A small homeless encampment. Photo by Chris Stone

San Diego County reported three new shigellosis cases from the ongoing outbreak, bringing the total to 18 confirmed cases, officials announced Thursday.

Counted as well are three probable cases, all among individuals experiencing homelessness.

The continuing investigation shows onset of the bacterial illness dates between Aug. 16 and Oct. 15. The three new cases occurred between Sept. 20 and Oct. 15.

The cases in the homeless outbreak represent 7.6% of the 275 total cases reported to date in the county.

The individuals were found to have resided at multiple locations in central San Diego. No source of the outbreak has been identified.

The county is working with San Diego to identify potential exposure sites, promote good hygienic precautions among homeless service providers and food providers, identify additional cases and connect ill individuals to treatment and housing.

Preventative steps include:

  • Installation of handwashing stations, increased cleaning of public bathrooms and sidewalk sanitizing;
  • Notification by the county Department of Environmental Health and Quality about the precautions due to the outbreak for food facilities in the downtown area, charitable feeding operators, the California Restaurant Association and Gaslamp Quarter Association;
  • Assigning public health nurses to conduct outreach at shelters, and
  • Tasking homeless outreach teams with distributing shigella information as part of hygiene kits – including an extra 600 this week.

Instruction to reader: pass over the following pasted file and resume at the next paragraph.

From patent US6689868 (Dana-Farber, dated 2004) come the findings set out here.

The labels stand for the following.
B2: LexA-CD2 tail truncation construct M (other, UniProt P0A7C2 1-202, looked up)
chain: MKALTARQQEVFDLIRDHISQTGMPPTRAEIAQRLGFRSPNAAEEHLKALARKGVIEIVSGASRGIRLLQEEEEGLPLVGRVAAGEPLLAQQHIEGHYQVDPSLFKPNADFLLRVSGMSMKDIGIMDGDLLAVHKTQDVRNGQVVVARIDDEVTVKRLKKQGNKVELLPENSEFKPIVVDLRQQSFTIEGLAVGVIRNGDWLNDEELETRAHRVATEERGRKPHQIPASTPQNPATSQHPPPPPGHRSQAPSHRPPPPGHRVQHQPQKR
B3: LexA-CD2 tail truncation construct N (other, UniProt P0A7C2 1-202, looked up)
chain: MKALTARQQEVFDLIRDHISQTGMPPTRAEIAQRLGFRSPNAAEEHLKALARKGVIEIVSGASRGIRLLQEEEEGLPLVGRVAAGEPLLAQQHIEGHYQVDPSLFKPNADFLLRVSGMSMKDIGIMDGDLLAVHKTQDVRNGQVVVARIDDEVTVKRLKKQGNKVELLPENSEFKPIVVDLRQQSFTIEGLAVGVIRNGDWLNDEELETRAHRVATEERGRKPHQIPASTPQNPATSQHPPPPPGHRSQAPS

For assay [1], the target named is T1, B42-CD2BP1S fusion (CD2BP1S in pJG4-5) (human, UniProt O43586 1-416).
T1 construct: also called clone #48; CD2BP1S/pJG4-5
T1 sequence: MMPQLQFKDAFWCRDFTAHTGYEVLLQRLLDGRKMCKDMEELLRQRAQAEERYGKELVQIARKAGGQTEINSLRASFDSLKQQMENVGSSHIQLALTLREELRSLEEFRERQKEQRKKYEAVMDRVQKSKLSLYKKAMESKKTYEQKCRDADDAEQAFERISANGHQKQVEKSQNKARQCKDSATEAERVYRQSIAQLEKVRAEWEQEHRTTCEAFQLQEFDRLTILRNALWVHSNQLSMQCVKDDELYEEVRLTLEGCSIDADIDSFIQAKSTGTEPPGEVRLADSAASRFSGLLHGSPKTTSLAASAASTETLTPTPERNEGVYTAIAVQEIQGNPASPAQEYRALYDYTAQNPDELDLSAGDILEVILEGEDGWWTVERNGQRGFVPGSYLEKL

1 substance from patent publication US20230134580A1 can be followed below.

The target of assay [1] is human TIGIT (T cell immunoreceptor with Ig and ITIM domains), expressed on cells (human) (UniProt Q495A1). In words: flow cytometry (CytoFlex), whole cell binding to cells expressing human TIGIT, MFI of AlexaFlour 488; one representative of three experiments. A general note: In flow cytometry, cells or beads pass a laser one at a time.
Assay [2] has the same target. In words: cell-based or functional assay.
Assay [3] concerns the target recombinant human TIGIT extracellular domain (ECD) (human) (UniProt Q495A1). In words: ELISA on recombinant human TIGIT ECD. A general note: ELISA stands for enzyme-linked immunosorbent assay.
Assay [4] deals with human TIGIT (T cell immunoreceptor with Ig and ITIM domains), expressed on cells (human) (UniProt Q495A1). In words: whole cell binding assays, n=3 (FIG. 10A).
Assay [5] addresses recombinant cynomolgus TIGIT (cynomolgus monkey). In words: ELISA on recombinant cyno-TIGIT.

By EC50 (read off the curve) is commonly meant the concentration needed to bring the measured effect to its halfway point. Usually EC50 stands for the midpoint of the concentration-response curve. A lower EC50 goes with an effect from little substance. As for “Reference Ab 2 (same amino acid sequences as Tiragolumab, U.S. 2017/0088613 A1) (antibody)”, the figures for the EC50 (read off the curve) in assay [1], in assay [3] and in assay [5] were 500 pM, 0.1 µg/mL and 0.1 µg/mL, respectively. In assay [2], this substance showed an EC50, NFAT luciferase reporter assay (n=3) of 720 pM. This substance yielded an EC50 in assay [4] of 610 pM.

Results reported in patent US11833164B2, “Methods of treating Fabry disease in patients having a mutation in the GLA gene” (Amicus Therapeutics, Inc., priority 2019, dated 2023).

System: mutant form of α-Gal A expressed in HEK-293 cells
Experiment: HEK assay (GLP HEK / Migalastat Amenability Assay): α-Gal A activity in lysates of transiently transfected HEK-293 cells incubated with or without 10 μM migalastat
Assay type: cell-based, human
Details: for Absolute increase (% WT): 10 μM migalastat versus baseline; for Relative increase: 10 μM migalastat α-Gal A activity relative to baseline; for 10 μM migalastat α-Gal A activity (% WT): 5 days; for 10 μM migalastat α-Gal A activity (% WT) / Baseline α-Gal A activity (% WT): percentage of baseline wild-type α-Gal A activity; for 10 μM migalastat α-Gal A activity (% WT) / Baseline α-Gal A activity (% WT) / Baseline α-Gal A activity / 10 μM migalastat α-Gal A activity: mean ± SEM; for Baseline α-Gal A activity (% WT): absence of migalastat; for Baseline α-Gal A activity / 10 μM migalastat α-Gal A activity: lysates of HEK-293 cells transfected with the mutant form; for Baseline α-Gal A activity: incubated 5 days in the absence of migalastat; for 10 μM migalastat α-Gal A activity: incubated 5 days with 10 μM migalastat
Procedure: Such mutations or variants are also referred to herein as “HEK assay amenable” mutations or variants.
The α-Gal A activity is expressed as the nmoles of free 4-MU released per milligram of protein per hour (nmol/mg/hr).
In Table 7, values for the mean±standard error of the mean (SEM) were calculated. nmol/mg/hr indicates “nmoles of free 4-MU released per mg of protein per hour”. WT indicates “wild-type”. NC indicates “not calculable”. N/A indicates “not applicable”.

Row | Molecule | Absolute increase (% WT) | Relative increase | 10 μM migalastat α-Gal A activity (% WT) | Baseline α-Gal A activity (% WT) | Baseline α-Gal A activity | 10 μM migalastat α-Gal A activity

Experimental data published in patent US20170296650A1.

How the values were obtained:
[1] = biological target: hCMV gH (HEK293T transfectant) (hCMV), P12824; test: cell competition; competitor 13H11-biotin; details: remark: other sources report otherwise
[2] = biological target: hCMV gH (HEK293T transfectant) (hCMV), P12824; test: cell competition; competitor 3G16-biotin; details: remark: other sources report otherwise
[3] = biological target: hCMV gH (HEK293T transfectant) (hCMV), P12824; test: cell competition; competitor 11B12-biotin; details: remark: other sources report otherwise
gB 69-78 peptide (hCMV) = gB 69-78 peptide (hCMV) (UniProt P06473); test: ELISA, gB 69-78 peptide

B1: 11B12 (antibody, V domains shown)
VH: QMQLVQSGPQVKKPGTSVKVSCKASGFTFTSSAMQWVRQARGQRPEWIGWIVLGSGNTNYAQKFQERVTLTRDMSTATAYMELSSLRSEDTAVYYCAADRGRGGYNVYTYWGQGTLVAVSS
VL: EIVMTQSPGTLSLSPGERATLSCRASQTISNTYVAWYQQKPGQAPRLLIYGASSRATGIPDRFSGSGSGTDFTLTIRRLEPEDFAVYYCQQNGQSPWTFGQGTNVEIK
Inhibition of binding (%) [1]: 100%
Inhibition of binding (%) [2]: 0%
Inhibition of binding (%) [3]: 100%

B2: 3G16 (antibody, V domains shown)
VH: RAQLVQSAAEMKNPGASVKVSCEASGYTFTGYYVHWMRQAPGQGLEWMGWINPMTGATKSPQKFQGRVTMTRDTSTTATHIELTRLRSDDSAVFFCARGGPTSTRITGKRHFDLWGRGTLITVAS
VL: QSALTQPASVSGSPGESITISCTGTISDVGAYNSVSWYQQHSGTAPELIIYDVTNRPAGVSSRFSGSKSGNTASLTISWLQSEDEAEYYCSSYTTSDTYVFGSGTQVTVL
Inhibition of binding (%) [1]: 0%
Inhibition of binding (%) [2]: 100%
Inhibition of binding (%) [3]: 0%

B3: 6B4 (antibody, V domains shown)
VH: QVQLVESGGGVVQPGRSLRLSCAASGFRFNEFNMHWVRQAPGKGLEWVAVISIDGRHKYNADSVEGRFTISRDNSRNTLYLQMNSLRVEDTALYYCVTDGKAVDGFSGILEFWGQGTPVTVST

Shigella is a contagious bacterium typically spread by contaminated surfaces, food or water, or person-to-person.

According to the county, those at increased risk also include young children, travelers to locations with poor sanitation and men who have sex with men.

In 2020, a total of 240 shigellosis cases were reported in San Diego County residents, while the 426 cases reported in 2019 was the highest number since 1995.

Symptoms include diarrhea, sometimes bloody, as well as fever and stomach cramps. While most people will recover fully without antibiotic treatment, some individuals with poor immune systems can develop life-threatening disease and might need further treatment.

People with symptoms that resemble shigellosis should contact their medical care provider. The provider may order stool testing.

Strategies to avoid getting or spreading shigellosis include frequent hand-washing and not preparing food while ill with diarrhea.

– City News Service

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